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Information Technology Policy and the Digital Divide

Lessons for Developing Countries Edited by Mitsuhiro Kagami, Ambassador for Nicaragua, Embassy of Japan, Nicaragua, Masatsugu Tsuji, Faculty of Economics, Kobe International University, Japan and Emanuele Giovannetti, Lord Ashcroft International Business School, Anglia Ruskin University in Cambridge and Chelmsford, UK
The proliferation of new information technologies throughout the world has raised some important questions for policymakers as to how developing countries can benefit from their diffusion. This important volume compares the advantages and disadvantages of the IT revolution through detailed studies of a variety of developed and developing nations and regions: Argentina, Estonia, the EU, India, Japan, Korea, Mexico, South Africa, Thailand and the USA.
Extent: 336 pp
Hardback Price: $175.00 Web: $157.50
Publication Date: 2004
ISBN: 978 1 84376 413 7
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  • Development Studies
  • Development Economics
  • Development Studies
  • Economics and Finance
  • Development Economics
  • Innovation and Technology
  • Technology and ICT
The proliferation of new information technologies throughout the world has raised some important questions for policymakers as to how developing countries can benefit from their diffusion. This important volume compares the advantages and disadvantages of the IT revolution through detailed studies of a variety of developed and developing nations and regions: Argentina, Estonia, the EU, India, Japan, Korea, Mexico, South Africa, Thailand and the USA.

The authors address a number of challenging issues such as standardization, IT in the mass media, Public Key Infrastructure, upstream connectivity and pricing, and draw out important policy implications for late-comers in this field – predominantly developing countries. They highlight the negative aspects of IT policy such as the digital divide and monopoly of ownership, but also illustrate the potential benefits such as ‘leapfrogging’ the industrialization process and the expansion of broadband capabilities.

This impressive volume will be essential reading for academics and researchers with an interest in development economics, utility regulation and technology policy. It will also be of great practical value to international policymakers and governments in the developing world who wish to learn more about the costs and benefits of regulation and deregulation in the IT industry.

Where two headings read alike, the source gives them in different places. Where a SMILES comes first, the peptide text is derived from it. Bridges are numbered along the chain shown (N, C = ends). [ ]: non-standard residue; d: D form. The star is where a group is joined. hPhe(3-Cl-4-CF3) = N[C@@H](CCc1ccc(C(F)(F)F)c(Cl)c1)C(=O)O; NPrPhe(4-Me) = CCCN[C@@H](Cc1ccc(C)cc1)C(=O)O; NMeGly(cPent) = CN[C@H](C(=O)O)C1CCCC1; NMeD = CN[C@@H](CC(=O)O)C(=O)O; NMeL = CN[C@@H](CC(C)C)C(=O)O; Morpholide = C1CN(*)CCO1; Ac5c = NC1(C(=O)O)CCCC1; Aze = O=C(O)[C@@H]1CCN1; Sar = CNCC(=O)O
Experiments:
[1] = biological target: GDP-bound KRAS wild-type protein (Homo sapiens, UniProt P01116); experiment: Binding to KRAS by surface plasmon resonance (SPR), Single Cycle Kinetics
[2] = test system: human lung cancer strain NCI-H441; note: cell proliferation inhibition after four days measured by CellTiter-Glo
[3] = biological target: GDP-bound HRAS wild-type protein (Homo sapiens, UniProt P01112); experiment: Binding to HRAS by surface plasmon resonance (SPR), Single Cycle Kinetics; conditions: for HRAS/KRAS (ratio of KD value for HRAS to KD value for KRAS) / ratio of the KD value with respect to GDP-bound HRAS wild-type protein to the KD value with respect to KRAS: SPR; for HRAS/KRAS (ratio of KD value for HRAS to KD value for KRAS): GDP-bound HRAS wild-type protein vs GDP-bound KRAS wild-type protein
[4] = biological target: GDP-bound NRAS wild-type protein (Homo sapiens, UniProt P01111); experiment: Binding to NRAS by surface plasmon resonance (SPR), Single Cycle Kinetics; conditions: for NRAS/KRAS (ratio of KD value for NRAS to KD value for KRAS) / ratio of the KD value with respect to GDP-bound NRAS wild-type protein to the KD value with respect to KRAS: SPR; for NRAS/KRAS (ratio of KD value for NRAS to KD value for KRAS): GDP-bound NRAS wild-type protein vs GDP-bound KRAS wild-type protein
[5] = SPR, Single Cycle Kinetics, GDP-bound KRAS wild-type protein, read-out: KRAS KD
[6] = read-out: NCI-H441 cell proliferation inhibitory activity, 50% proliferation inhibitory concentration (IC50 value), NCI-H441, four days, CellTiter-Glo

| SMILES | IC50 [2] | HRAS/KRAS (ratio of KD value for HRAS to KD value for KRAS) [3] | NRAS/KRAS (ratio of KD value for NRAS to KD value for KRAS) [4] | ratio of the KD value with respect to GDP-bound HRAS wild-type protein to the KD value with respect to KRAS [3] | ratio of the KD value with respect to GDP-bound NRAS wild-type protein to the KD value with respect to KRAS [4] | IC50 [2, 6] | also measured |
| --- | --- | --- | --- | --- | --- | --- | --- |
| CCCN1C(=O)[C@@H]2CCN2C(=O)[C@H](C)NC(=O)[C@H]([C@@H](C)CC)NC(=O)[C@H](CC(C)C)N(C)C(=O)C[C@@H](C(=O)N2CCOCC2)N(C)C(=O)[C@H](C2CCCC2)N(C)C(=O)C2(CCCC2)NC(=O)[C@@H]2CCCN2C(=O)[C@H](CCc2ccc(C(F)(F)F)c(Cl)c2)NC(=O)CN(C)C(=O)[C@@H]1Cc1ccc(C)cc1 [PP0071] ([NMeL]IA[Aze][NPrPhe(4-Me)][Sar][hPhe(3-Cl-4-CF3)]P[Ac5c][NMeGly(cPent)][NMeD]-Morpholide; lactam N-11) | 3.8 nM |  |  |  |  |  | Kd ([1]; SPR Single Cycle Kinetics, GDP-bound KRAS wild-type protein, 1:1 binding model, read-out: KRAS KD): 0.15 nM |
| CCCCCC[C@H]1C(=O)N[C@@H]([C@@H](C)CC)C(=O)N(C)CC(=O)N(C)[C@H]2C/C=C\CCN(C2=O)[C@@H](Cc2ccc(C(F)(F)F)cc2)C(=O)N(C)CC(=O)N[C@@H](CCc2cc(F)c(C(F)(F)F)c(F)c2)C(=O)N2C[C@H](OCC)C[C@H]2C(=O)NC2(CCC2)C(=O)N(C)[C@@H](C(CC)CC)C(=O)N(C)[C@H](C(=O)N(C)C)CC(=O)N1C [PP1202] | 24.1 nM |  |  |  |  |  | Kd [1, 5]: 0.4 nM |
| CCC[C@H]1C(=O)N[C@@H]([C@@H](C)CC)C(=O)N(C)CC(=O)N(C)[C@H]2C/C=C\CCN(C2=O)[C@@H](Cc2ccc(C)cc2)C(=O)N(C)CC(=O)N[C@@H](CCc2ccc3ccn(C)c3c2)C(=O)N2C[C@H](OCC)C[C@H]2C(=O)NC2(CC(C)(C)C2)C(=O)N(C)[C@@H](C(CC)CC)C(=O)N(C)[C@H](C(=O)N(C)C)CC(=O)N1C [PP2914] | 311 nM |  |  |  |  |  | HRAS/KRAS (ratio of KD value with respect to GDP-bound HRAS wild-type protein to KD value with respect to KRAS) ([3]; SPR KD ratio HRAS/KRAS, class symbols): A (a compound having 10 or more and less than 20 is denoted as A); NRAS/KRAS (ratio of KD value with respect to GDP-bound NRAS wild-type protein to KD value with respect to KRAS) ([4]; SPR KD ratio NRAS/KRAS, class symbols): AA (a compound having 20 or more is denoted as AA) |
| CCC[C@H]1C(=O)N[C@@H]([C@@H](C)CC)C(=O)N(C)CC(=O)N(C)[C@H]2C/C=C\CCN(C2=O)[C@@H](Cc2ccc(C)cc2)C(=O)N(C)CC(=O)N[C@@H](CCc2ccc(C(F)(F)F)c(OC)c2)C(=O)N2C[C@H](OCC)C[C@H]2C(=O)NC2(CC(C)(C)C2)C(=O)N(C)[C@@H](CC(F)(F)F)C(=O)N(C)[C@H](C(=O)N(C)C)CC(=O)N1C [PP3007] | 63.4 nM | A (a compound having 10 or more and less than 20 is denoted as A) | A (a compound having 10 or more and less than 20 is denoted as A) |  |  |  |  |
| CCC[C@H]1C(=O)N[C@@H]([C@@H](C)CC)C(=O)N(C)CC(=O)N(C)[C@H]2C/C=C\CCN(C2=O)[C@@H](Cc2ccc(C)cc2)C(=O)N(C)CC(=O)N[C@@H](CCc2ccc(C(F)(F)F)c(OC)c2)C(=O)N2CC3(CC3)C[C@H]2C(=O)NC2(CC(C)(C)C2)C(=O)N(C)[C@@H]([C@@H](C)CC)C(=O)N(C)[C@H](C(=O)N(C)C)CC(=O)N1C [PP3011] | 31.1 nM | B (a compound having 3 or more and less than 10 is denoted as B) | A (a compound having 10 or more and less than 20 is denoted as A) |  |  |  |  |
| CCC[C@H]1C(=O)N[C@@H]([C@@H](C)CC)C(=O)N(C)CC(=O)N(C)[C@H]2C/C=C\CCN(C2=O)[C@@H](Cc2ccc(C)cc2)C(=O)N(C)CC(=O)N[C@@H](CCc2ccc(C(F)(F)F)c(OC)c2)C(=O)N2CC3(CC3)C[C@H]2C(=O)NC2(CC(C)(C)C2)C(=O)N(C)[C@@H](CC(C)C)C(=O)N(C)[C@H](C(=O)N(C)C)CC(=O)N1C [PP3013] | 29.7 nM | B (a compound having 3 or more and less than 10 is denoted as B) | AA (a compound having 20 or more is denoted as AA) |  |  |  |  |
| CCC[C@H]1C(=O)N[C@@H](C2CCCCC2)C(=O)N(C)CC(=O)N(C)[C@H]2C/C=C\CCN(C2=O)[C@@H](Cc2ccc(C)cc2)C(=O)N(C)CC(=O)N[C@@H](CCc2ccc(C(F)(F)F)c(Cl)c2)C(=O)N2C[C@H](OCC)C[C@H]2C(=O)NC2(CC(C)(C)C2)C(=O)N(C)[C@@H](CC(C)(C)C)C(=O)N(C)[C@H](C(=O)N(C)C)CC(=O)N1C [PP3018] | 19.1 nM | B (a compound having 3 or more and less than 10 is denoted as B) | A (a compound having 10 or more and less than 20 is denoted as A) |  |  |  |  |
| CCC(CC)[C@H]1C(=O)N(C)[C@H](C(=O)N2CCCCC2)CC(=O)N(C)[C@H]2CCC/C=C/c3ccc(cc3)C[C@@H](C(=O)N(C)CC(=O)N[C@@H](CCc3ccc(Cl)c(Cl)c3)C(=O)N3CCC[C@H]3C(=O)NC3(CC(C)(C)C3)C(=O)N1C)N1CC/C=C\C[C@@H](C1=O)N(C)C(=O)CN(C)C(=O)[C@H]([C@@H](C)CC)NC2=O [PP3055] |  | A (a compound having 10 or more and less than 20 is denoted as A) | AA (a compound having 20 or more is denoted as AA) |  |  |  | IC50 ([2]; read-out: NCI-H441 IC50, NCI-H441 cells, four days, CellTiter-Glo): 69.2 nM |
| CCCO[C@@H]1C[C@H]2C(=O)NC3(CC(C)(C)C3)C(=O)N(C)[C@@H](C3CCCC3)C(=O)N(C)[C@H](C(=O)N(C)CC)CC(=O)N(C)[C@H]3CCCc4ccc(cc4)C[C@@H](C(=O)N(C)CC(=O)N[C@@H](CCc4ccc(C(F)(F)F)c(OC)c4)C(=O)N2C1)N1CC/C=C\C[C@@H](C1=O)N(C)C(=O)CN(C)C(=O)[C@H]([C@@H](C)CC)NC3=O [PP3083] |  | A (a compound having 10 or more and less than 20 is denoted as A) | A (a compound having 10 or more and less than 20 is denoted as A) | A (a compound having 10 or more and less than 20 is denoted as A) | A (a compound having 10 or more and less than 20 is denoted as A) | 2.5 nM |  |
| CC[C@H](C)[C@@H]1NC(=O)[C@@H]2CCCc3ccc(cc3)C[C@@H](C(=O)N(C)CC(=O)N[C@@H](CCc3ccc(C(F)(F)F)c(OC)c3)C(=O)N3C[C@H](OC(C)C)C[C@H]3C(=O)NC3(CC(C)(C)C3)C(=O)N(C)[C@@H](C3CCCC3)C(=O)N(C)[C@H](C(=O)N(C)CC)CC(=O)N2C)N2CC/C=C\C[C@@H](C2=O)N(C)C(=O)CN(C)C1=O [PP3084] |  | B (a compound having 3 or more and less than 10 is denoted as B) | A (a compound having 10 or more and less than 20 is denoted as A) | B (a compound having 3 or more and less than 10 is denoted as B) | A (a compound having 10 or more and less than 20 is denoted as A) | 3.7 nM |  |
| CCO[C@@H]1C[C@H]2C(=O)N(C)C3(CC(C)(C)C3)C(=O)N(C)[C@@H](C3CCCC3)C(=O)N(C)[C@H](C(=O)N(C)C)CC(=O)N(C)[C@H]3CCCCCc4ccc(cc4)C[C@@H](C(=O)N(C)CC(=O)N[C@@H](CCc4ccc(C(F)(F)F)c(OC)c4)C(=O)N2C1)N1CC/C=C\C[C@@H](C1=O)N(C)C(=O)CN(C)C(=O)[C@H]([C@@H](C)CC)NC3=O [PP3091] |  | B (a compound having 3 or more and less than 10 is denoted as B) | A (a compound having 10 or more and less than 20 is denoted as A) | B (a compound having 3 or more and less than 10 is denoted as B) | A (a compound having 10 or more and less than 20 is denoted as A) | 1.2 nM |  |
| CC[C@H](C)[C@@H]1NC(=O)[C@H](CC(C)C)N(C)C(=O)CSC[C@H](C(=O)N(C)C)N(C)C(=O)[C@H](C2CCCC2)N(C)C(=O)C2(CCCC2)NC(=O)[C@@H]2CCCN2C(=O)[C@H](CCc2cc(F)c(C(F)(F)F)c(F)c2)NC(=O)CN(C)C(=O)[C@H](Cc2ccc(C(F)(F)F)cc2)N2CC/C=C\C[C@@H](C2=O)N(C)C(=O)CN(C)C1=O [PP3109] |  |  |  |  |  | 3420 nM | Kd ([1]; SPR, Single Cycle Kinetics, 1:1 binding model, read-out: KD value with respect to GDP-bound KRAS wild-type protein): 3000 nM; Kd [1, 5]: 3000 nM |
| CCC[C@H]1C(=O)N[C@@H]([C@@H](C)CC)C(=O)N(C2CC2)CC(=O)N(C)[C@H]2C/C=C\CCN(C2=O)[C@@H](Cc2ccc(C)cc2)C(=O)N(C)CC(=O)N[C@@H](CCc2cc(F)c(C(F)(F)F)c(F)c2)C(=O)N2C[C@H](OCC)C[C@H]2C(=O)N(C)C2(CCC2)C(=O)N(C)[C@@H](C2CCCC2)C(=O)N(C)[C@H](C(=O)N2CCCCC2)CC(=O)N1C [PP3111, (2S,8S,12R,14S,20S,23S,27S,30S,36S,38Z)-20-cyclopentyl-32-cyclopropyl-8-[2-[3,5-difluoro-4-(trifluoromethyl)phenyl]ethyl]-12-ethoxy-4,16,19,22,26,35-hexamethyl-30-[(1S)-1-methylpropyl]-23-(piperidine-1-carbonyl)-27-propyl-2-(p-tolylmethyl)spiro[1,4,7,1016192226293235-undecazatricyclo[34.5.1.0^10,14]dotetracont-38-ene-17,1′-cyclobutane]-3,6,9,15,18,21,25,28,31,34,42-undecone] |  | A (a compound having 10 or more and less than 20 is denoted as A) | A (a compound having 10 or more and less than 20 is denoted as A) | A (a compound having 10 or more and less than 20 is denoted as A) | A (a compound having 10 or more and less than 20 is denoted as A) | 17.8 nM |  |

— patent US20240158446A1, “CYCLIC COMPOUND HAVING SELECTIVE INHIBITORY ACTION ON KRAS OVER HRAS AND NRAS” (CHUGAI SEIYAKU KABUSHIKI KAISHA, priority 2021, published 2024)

‘Information Technology and the Digital Divide is a useful reader on a wide range of issues in relation to this policy area. The book provides a range of perspectives and methodological approaches and covers areas that are likely to be of broad interest to readers from different disciplines.’
– Alison Darlow, Economic Issues
Contributors: A. Bhattacharjee, S.-Y. Choi, E. Giovannetti, T. Ida, M. Kagami, P. Kattuman, A. Maeda, T. McDaniel, C. Mephokee, K. Shiraishi, M. Tsuji, M. Ueda, Y. Ueki, A.B. Whinston
Contents: 1. Introduction Part I: Country/Area Studies 2. Beyond the IT Revolution: The Japanese Broadband Strategy 3. Internet Upstream Connectivity and Competition Policy: Western Europe and Southern Africa 4. IT Policies and Issues: US and the Americas 5. Software in India: Development Implications of Globalization and the International Division of Labour 6. Jumping up to the Internet-based Society: Lessons from South Korea 7. Information Technology: Some Implications for Thailand 8. Information Policy and Information Technology in Central and Eastern Europe with Emphasis on Estonia 9. Internet and Telecommunications Outlook in Latin America 10. Policies for Internet Access: Cases of Mexico and Argentina Part II: Challenging Issues 11. Tipping, Standardization and Convergence: Catch-up and Failure in Japan’s Standards Strategy 12. Is the Japanese Press a Dinosaur in the 21st Century?: The IT Revolution and Newspapers in Japan 13. PKI Solutions for Trusted E-Commerce: Survey of the De Facto Standard Competition in PKI Industries 14. The Interconnection and Pricing of the Internet 15. Conclusion Index